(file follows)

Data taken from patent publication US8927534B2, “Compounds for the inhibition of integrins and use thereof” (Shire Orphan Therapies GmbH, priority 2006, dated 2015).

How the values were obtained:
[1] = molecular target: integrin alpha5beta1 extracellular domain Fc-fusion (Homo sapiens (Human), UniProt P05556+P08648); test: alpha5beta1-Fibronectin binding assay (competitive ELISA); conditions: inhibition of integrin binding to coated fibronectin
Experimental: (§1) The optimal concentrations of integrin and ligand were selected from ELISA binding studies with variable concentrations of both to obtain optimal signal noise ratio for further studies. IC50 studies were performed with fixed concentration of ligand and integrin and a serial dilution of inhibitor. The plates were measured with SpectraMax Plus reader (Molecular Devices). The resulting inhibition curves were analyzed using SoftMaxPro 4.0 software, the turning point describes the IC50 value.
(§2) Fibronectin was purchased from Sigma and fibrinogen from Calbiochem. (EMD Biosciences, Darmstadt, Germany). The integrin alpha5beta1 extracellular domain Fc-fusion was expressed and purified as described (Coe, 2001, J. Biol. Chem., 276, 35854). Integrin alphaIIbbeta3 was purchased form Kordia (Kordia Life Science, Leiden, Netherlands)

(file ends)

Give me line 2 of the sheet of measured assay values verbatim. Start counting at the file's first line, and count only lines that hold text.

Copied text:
How the values were obtained: